The question then becomes whether the group scheme could transfer a portion of its assets to the members’ new scheme voluntarily. Since the Registrar’s discretion to object to a proposed transaction appears to be limited to questions of financial soundness, continuing legal compliance and the common interests of members of both schemes, he would not appear to be in a position to object to a voluntary transfer of assets in those circumstances. The degree to which one scheme is prepared to relinquish any portion of its assets which appear to be surplus in relation to its liabilities will be determined entirely by the relative negotiating strength of the two schemes. However, the board of the disposing scheme would need to remain mindful of its strong legal position (to refuse to dispose of any of its assets in such circumstances) and should not waive the rights of its members, or compromise their interests, lightly.
The MSA permits medical schemes to make donations to “any hospital, clinic, nursing home, maternity home, infirmary or home for aged persons in the interests of all or some of its beneficiaries”. It seems that Parliament is not averse to a medical scheme making donations to organisations whose business in some way complements the objectives of the scheme where there is some relationship between the organisations and the beneficiaries of the scheme. If so, there should, in principle, be no objection to permitting the transfer of a portion of the assets of the scheme to another scheme in circumstances where corporate activity within a group of companies results in a subsidiary or division within that group ceasing to be a member of that group. In that case the proposed disposal is neither expressly prohibited nor in conflict with the spirit of the MSA.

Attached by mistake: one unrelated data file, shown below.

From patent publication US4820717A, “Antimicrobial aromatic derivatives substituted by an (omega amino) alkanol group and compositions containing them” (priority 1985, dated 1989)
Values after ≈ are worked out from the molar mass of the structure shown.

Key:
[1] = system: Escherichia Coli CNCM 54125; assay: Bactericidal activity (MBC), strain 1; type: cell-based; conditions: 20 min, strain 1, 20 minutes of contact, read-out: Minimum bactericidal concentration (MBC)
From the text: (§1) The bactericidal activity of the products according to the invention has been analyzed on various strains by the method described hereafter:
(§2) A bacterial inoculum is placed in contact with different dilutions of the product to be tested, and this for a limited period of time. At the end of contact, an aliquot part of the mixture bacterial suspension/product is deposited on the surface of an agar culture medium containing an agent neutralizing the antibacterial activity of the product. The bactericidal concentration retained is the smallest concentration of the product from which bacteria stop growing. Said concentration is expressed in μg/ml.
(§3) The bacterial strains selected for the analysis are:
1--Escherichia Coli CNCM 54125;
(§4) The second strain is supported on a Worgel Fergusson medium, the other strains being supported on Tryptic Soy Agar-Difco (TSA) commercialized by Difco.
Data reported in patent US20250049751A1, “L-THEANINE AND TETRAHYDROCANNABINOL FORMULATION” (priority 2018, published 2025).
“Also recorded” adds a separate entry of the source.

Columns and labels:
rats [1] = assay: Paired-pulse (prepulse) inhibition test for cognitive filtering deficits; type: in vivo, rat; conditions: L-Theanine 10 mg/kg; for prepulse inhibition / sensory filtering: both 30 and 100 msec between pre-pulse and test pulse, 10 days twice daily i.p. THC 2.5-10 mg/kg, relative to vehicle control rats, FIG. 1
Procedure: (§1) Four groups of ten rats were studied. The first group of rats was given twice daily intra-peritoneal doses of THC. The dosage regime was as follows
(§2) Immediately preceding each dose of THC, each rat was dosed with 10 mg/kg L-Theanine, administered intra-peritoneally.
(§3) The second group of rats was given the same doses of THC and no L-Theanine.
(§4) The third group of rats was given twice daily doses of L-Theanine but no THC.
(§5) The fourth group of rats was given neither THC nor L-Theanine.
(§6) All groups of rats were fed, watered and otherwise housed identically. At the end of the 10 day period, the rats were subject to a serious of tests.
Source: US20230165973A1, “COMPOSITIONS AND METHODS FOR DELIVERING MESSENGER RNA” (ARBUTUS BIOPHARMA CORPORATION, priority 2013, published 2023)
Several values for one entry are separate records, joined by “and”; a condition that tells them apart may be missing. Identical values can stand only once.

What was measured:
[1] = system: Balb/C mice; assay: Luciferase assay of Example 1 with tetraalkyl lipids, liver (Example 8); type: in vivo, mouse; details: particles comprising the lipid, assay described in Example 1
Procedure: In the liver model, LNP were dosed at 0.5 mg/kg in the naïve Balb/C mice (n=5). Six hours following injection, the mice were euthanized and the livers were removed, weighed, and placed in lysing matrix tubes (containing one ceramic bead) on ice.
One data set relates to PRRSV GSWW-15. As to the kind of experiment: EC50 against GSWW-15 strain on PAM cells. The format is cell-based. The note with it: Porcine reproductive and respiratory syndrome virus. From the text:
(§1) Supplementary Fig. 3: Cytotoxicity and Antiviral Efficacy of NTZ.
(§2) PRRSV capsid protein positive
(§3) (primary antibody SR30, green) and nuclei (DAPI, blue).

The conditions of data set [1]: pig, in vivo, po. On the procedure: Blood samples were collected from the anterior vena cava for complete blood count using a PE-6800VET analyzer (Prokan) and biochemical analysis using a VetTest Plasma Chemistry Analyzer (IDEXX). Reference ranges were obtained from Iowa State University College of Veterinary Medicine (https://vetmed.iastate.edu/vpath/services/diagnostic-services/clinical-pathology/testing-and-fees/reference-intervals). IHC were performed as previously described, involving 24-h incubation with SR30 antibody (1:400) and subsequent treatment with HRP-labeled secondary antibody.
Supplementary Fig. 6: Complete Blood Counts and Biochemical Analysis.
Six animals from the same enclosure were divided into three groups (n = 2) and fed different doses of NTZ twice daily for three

Since the Registrar does not have jurisdiction over transactions between the seller group and the withdrawing employer, the issue of financial soundness and equity is frequently addressed in practice by the payment of the actuarial value of the projected adverse impact on the group scheme from the withdrawing employer to the seller or the scheme. The concern is that medical schemes are seldom party to such negotiations or are only privy to them at a very late stage of the transaction. They are then obliged to deal with each corporate event on an ad hoc basis. The Registrar has previously expressed reluctance to accept proposed rule amendments to deal with such circumstances on the basis that his office is not in a position to regulate commercial transactions between parties who are not medical schemes or the relationship between employers who participate in medical schemes and their employees. Nevertheless, it may be advisable for boards of group medical schemes to consider the position of their schemes and their vulnerability to the effect of corporate restructuring transactions and to consider suitable rule amendments to place the boards in the best position to protect the interests of their existing members, including the members who will transfer to other schemes as well as the members who will remain behind.